Any possibility that Mr. Gallagher’s claim that the reserve funds were used to “pay off” old long-term debt is removed by the MS-42 filed for the county a year later for the 2017 budget year. Line 4711 of that certification by the delegation (of its appropriation for 2017) shows that $198,608 was appropriated for payment of long-term debt. Clearly the debt had not been paid off by use of the $605,000 from reserve as claimed by Mr. Gallagher. Ironically, that same old debt service has still not been paid off; the final payment of $98,000 is due in 2018.
Anyone questioning the importance of maintaining adequate reserves need only look at the situation facing Belknap County in 2018 with clearly inadequate reserves. This problem was anticipated and addressed by County Commission Chairman Dave DeVoy at the Feb. 22, 2016, budget meeting, when he urged the delegation to hold onto the $605,000 rather than following Mr. Gallagher’s wish to use it to reduce taxes. It was already well known that the county complex needed a new roof with an anticipated cost of over $500,000. Mr. DeVoy recommended postponing the decision about the $605,000 until after completion of the new Community Corrections Center, when the wisdom of various alternatives would become clearer. If the center was completed under the $8 million approved by the convention, then the roof cost could be included in the bond approved for the center as long-term debt, or the ultimate bond could be for less than the approved $8 million and the roof replacement could be paid out of reserves, which would be sufficient if the $605,000 remained.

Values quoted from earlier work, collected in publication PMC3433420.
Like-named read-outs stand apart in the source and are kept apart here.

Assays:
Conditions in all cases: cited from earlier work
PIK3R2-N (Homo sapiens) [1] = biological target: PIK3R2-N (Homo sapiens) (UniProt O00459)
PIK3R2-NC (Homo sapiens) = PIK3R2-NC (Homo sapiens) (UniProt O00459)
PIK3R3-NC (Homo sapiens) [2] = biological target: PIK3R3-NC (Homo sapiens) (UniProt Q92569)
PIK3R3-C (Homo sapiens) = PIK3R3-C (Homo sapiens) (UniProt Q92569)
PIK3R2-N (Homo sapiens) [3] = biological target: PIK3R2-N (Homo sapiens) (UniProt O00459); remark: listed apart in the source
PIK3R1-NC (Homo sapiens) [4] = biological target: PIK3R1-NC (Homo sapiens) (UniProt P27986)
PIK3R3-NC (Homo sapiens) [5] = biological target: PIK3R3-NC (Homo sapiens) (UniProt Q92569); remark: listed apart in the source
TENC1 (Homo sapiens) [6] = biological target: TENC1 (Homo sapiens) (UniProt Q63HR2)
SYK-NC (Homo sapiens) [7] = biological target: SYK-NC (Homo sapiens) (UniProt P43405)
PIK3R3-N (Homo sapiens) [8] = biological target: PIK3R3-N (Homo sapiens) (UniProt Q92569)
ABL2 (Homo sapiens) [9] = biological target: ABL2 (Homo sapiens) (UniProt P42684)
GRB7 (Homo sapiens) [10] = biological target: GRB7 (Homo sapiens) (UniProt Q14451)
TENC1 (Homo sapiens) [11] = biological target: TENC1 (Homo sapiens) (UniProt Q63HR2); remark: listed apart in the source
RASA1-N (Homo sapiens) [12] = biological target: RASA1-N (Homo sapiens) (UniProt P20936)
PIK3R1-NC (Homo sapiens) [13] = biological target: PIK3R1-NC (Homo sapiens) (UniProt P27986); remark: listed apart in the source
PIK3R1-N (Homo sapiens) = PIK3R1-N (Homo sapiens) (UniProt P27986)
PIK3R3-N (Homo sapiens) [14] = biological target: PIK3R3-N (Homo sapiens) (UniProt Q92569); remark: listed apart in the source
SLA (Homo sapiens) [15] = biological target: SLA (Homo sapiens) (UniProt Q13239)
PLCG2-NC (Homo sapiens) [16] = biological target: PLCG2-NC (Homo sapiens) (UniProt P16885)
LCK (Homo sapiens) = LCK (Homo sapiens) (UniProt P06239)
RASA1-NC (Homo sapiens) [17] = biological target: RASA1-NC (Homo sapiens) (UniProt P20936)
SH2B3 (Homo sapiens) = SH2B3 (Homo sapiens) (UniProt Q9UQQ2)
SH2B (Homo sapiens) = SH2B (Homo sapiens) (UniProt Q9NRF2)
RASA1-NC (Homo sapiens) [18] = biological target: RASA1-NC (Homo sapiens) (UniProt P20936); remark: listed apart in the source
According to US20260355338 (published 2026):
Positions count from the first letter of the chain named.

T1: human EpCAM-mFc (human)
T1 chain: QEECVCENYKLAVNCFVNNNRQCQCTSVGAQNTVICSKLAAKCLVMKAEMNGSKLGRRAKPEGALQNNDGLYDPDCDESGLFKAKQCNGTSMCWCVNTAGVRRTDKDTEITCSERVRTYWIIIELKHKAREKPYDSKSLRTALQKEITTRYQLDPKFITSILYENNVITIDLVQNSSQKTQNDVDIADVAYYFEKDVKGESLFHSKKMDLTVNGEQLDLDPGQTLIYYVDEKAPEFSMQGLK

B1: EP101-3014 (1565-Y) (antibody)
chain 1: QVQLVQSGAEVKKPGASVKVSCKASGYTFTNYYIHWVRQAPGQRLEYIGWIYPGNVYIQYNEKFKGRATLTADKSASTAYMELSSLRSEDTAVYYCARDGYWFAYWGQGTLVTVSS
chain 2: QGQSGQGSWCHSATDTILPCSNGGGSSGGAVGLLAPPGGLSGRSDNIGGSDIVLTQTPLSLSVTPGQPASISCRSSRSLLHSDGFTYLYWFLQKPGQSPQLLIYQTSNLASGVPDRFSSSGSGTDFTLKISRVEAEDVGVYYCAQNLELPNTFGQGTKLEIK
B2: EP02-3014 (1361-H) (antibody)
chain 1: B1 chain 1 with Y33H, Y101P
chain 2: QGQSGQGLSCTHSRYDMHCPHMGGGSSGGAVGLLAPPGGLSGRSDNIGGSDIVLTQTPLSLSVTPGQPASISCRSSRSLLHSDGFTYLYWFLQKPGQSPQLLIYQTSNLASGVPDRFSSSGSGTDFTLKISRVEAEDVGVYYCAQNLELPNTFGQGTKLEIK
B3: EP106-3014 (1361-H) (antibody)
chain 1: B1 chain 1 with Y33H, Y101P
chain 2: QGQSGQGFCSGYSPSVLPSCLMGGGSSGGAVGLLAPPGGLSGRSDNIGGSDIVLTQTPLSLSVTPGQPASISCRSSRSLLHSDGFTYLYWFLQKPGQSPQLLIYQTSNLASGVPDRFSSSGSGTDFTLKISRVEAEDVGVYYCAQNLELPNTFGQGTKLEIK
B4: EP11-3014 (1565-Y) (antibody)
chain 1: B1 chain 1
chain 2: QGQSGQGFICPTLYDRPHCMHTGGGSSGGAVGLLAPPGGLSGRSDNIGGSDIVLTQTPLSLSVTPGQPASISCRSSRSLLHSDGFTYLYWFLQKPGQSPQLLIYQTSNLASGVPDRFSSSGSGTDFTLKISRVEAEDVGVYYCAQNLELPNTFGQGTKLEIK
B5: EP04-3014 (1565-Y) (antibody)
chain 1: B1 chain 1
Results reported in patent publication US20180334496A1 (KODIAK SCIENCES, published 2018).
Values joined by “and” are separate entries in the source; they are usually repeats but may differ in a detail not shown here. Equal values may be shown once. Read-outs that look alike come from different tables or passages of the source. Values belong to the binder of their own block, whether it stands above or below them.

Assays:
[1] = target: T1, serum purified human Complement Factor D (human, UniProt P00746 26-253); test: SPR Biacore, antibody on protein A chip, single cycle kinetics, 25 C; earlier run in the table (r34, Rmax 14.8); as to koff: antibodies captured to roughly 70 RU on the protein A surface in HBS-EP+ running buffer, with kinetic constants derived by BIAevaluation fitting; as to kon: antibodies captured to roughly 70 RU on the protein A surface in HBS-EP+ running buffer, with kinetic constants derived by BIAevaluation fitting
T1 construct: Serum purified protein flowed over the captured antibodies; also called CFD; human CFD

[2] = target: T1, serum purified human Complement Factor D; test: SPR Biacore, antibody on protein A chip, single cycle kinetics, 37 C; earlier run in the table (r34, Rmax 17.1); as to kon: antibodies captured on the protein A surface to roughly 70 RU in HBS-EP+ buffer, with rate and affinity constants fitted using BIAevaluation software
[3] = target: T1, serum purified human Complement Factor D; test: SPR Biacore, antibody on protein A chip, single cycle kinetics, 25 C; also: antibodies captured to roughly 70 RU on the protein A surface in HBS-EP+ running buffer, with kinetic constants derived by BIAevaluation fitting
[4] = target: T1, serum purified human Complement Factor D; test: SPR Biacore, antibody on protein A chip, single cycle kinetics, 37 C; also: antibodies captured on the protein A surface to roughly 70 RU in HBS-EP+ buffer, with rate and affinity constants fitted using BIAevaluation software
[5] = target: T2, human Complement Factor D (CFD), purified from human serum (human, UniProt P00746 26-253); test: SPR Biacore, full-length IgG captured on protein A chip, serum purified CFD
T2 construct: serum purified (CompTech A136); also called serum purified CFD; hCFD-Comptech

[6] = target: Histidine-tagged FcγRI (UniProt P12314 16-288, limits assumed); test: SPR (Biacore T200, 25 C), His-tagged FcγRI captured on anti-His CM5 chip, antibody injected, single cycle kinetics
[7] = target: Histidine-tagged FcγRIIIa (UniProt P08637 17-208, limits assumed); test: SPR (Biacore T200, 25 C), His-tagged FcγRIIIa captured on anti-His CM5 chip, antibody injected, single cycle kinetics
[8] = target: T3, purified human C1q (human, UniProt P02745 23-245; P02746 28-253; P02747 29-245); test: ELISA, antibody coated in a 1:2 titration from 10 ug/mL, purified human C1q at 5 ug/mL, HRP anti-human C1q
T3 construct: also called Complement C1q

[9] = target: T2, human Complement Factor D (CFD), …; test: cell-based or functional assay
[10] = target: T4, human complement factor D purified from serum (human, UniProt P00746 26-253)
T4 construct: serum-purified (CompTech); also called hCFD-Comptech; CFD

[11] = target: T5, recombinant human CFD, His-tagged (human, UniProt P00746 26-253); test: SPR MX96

The current possibilities regarding the roof are much less favorable than anticipated in 2016. Belknap County will end 2017 with a dangerously low reserve fund, most likely well under $1 million. Fortunately, the corrections center was completed under budget, and the delegation has already approved adding the roof cost to the new long-term debt. County taxpayers will be paying for this indebtedness over the next 20 to 25 years.
In addition to the new long-term debt, the county faces other costs which will inevitably result in increased taxes. The cost of many county operations has increased, often as a result of factors outside the county’s control (especially regarding health insurance costs). Reserve funds are not available to soften the county tax increases. It is still true that the county portion of a property tax bill is only a small portion (5 percent to 10 percent) of the total bill, but wiser decisions could have avoided the current problem. The “Gallagher tax cut” of 2016, which saved the average taxpayer $12 a year, will become the “Gallagher tax spike” of 2018. The untruthfulness of Mr. Gallagher statements during his pitch to become a Gunstock Commissioner shows that even he now recognizes the harm he caused; otherwise, there would have been no reason to mislead as to how the $605,000 was spent. Let us all hope that he has learned a lesson, and that in his new role as Gunstock commissioner he will be more fiscally responsible, recognizing that saving a dollar today that costs five in the near future is not the way to manage Gunstock, any more than it was the way to manage the county.
Dave DeVoy, Sanbornton
Hunter Taylor, Alton
- Written by Mike Mortensen
- Category: Letters